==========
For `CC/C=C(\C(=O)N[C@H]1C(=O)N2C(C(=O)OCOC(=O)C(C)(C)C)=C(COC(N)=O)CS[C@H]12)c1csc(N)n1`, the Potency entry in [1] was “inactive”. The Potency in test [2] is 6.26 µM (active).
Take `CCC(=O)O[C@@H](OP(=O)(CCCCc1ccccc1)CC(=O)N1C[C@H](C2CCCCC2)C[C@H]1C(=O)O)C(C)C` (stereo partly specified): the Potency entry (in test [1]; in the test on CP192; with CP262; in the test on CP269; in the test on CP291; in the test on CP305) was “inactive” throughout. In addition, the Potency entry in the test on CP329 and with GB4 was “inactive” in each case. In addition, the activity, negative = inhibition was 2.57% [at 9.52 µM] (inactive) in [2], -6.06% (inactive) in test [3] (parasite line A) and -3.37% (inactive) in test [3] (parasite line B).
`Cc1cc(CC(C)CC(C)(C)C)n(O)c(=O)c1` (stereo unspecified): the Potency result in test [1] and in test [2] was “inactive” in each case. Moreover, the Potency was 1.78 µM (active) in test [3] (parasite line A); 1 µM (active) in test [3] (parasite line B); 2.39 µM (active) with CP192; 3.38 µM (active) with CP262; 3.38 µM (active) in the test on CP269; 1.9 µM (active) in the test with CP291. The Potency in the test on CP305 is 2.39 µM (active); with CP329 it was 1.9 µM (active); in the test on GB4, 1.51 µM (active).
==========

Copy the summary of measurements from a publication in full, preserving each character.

For `CC/C=C(\C(=O)N[C@H]1C(=O)N2C(C(=O)OCOC(=O)C(C)(C)C)=C(COC(N)=O)CS[C@H]12)c1csc(N)n1`, the Potency entry in [1] was “inactive”. The Potency in test [2] is 6.26 µM (active).
Take `CCC(=O)O[C@@H](OP(=O)(CCCCc1ccccc1)CC(=O)N1C[C@H](C2CCCCC2)C[C@H]1C(=O)O)C(C)C` (stereo partly specified): the Potency entry (in test [1]; in the test on CP192; with CP262; in the test on CP269; in the test on CP291; in the test on CP305) was “inactive” throughout. In addition, the Potency entry in the test on CP329 and with GB4 was “inactive” in each case. In addition, the activity, negative = inhibition was 2.57% [at 9.52 µM] (inactive) in [2], -6.06% (inactive) in test [3] (parasite line A) and -3.37% (inactive) in test [3] (parasite line B).
`Cc1cc(CC(C)CC(C)(C)C)n(O)c(=O)c1` (stereo unspecified): the Potency result in test [1] and in test [2] was “inactive” in each case. Moreover, the Potency was 1.78 µM (active) in test [3] (parasite line A); 1 µM (active) in test [3] (parasite line B); 2.39 µM (active) with CP192; 3.38 µM (active) with CP262; 3.38 µM (active) in the test on CP269; 1.9 µM (active) in the test with CP291. The Potency in the test on CP305 is 2.39 µM (active); with CP329 it was 1.9 µM (active); in the test on GB4, 1.51 µM (active).